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A Reason for Living

Let me tell you a story about my mother. 

My mum was a very intelligent woman and a talented musician growing up in an era when opportunities for women were limited. As a young woman of some standing in her village (she was the headmaster’s daughter), she fell in love with a young man of no real distinction but with big dreams and ambitions. Against the better judgement and wishes of her own mother, they got married. Throughout their married lives, she dedicated herself to supporting him and her children, and celebrated his success as an academic and a scientist. Over the next five decades, she sacrificed her career as a musician, and her own personal ambitions, to keep the family together and support her husband. Throughout my life I struggled with this, yet my mum never saw this as a problem, partly because she was of ‘that generation’ and partly because she had always seen, understood and admired the burning ambition that had driven my father all his life.

Nearly 50 years after they were married, my father suddenly left her. A massive heart attack took him from her and she was left alone. How would she cope? What did her new life hold for her? Well, initially she withdrew from her family and friends and went into ‘full mourning’. She only wore black, purple and other austere colours. She stopped eating and lost a lot of weight. She was no longer her usually bubbly, outgoing self. What could we do? It was heartbreaking.

 

Then, quite suddenly one day, about 2 months after my father’s death, my mum suddenly and quite dramatically shed her ‘widow in mourning’ persona.  She got back into life, and regained her happy, extroverted, infectious personality that we all knew and loved. What could have happened? My theory for decades was that after he died she was waiting to die too, but her austerity, and weight loss drastically improved her health, so one day she suddenly realised that she wasn’t going to die and that she had better make the most of her remaining life! In actuality the truth is a bit more mundane. My elder brother, to whom she was very close, sat her down one day, and made her understand that she had a life worth living and that my father certainly would not have wanted her to just fade away as she was so intent on doing.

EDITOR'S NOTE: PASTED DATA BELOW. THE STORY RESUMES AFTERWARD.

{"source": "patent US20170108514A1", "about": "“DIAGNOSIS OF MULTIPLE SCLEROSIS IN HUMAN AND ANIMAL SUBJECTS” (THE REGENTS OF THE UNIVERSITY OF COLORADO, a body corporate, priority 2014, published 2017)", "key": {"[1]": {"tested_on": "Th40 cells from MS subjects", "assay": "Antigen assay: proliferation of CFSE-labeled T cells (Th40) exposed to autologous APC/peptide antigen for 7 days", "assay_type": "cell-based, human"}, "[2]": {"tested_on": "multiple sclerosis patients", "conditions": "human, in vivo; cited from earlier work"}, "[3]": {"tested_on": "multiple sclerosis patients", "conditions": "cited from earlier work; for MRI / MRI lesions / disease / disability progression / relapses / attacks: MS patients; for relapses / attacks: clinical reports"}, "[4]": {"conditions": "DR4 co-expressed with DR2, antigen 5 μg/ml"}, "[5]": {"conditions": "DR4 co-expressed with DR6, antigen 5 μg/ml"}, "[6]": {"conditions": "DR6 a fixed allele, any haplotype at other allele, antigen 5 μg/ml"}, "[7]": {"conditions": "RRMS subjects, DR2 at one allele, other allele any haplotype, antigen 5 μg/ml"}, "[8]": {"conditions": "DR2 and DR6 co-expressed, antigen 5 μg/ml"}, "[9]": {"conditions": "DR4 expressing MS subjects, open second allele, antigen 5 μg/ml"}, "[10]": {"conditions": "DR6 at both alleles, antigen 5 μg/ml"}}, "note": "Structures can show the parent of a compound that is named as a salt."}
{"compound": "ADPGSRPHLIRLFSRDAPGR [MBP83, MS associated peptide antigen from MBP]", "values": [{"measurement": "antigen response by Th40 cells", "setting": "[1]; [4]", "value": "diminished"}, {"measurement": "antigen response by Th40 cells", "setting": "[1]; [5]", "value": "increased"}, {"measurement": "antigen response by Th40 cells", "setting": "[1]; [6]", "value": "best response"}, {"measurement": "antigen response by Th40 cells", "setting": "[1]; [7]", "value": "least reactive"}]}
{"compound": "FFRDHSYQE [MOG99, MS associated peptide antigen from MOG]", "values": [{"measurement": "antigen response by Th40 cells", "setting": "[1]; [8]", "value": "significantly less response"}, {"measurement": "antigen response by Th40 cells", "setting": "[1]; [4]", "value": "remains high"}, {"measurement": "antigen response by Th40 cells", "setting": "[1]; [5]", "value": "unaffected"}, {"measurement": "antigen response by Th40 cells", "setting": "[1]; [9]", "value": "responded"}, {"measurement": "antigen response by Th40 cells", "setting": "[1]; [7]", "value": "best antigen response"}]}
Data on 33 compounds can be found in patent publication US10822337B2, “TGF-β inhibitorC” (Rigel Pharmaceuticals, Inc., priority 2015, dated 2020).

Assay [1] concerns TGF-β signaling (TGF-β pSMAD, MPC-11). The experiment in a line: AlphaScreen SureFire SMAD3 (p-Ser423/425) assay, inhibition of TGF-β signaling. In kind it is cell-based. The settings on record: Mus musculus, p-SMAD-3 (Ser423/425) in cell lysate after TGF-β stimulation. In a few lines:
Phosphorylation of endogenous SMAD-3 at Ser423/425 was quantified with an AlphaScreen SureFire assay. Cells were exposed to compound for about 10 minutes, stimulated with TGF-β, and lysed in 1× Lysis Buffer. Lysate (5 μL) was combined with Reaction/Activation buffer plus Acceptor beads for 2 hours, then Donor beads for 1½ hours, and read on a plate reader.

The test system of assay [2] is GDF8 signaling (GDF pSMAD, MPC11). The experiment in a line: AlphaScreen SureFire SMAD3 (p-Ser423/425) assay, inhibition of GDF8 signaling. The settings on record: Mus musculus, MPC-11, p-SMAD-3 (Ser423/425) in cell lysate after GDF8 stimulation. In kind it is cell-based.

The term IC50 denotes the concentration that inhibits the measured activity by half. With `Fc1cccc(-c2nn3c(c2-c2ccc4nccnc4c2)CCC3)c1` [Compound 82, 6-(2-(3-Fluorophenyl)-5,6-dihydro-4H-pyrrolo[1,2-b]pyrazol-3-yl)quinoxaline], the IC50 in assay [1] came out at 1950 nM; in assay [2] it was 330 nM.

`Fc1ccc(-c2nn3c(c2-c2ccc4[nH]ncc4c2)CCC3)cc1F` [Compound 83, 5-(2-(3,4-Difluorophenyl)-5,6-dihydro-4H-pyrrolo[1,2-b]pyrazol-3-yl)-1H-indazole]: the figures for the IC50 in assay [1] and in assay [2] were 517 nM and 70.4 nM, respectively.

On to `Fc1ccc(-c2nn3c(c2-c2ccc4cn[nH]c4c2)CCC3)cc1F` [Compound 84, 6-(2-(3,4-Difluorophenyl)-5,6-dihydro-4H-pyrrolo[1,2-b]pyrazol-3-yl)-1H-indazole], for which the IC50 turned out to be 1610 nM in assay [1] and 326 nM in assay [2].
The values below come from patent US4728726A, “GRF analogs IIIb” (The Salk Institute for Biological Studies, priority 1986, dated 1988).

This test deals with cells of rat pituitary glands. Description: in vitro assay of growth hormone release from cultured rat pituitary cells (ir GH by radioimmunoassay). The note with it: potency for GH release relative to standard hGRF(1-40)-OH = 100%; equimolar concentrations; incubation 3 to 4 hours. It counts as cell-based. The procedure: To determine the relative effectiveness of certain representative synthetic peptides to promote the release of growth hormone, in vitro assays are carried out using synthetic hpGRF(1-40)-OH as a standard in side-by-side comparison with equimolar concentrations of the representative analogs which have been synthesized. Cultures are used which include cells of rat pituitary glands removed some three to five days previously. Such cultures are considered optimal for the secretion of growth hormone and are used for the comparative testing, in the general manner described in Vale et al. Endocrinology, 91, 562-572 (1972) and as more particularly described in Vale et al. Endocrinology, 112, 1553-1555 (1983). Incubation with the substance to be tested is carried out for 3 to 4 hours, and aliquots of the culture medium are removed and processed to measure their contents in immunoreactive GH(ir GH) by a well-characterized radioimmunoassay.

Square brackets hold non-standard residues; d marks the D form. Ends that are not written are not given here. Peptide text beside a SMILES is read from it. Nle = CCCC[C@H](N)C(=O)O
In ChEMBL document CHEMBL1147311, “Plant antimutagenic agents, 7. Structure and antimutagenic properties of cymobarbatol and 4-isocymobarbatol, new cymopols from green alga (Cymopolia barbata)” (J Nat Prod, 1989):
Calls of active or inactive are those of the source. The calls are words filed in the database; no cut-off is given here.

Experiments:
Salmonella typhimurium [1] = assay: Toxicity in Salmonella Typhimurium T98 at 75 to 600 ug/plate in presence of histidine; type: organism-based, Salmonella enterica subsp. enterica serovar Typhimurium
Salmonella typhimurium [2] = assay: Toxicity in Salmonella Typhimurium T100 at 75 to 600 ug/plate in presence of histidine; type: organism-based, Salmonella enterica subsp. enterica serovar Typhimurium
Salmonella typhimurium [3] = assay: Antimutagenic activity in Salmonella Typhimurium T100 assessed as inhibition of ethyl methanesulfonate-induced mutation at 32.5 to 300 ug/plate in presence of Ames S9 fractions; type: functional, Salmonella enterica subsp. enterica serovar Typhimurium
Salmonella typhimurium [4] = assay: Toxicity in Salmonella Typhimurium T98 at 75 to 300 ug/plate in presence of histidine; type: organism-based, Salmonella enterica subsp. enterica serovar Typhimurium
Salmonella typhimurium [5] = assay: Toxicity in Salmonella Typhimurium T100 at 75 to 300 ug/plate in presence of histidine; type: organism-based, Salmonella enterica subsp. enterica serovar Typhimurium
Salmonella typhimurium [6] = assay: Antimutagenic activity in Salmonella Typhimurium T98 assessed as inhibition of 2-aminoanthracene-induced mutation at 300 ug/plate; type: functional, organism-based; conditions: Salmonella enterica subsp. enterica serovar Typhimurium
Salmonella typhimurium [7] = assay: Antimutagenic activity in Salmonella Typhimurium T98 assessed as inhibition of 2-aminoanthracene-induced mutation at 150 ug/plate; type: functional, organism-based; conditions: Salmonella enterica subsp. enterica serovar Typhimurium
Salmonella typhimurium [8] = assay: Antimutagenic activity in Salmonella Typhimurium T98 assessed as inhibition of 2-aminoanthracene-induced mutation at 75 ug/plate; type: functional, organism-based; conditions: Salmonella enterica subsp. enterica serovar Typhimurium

For the next 20 years, my mother lived her life to the fullest. She immersed herself in her church and her music, and enjoyed her children. Her life was full of adventure and excitement, and she touched so many people along the way. Then, at the age of 84 years, she was admitted to hospital with a serious heart problem. As always, she was gregarious and talkative, even at this time of illness. The nurse tucked her in to bed, and stepped away to get the blood pressure kit. When she came back, my mother was lying peacefully in bed, with a smile  and a very contented look on her face. She had passed away.

What does this story tell us? Well, there are many lessons to be learned here, but to me the biggest one is the importance of having a purpose in life, and feeling the joy of living. As we get older, particularly around the time of retirement or when we lose our life partners, we often question the meaning of our lives and struggle to find a motivation to keep going on. For many of us, our identities are so intertwined with our jobs and our family relationships, that changes to these integral parts of our lives can lead to a real crisis of existence. However, like my mum, when we reach one of these crossroads in our lives, we need to challenge ourselves and have some difficult internal conversations about who we are and who we want to be.

The world of work is definitely an environment that contributes to our sense of identity and self-worth. There is a lot of evidence that retirement is often a marker for deterioration of mental and physical wellbeing in older people. However, this does not mean that continuing to work to the end of our lives is either a viable or desirable option for everyone. 

When faced with increasing age and retirement, we need to think about how we find meaning in our lives and what would make our lives worth something to us. This does not have to be work related, but there are several simple ideas that can help to guide us. Firstly, human interaction is important, so find activities that will keep you in contact with others – older life is a great time to make new friends, acquaintances and colleagues. Secondly, volunteering can be very fulfilling, so don’t be afraid to join a local charity group and give back to the community. Finally, this is a time to share your wealth of experience, and there are many forums for professionals and other groups in which your life skills and expertise will be valued – you just need to overcome your hesitancy and go out and find them! On the other hand, this may be a perfect time to learn a new skill or branch out into a completely different direction in life. It’s never too late to learn!

In summary, life is worth living, but sometimes you have to actively find your purpose and meaning, especially when major events disrupt the status quo. Live you best life, and live it well!

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